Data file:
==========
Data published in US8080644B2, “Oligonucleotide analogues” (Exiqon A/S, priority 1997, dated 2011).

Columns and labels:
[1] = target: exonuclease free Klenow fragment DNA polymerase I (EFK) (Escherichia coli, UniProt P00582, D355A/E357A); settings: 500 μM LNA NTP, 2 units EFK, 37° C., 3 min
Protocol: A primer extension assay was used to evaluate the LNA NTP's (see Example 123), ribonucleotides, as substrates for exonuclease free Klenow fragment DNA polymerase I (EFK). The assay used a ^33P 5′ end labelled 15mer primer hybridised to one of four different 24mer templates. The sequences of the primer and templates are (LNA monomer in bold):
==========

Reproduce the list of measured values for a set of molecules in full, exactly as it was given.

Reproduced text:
Data published in US8080644B2, “Oligonucleotide analogues” (Exiqon A/S, priority 1997, dated 2011).

Columns and labels:
[1] = target: exonuclease free Klenow fragment DNA polymerase I (EFK) (Escherichia coli, UniProt P00582, D355A/E357A); settings: 500 μM LNA NTP, 2 units EFK, 37° C., 3 min
Protocol: A primer extension assay was used to evaluate the LNA NTP's (see Example 123), ribonucleotides, as substrates for exonuclease free Klenow fragment DNA polymerase I (EFK). The assay used a ^33P 5′ end labelled 15mer primer hybridised to one of four different 24mer templates. The sequences of the primer and templates are (LNA monomer in bold):